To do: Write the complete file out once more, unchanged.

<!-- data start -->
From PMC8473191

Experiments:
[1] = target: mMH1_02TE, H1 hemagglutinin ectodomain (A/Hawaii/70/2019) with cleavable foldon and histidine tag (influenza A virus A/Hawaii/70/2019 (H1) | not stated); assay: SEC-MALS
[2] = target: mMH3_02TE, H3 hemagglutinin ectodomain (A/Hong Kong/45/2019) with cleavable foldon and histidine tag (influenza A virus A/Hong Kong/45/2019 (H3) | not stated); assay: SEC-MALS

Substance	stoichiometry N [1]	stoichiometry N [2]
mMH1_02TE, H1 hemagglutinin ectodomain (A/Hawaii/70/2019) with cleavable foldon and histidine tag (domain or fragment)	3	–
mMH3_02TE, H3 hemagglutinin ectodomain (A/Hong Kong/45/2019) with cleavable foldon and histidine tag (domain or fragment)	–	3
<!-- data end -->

From PMC8473191

Experiments:
[1] = target: mMH1_02TE, H1 hemagglutinin ectodomain (A/Hawaii/70/2019) with cleavable foldon and histidine tag (influenza A virus A/Hawaii/70/2019 (H1) | not stated); assay: SEC-MALS
[2] = target: mMH3_02TE, H3 hemagglutinin ectodomain (A/Hong Kong/45/2019) with cleavable foldon and histidine tag (influenza A virus A/Hong Kong/45/2019 (H3) | not stated); assay: SEC-MALS

Substance	stoichiometry N [1]	stoichiometry N [2]
mMH1_02TE, H1 hemagglutinin ectodomain (A/Hawaii/70/2019) with cleavable foldon and histidine tag (domain or fragment)	3	–
mMH3_02TE, H3 hemagglutinin ectodomain (A/Hong Kong/45/2019) with cleavable foldon and histidine tag (domain or fragment)	–	3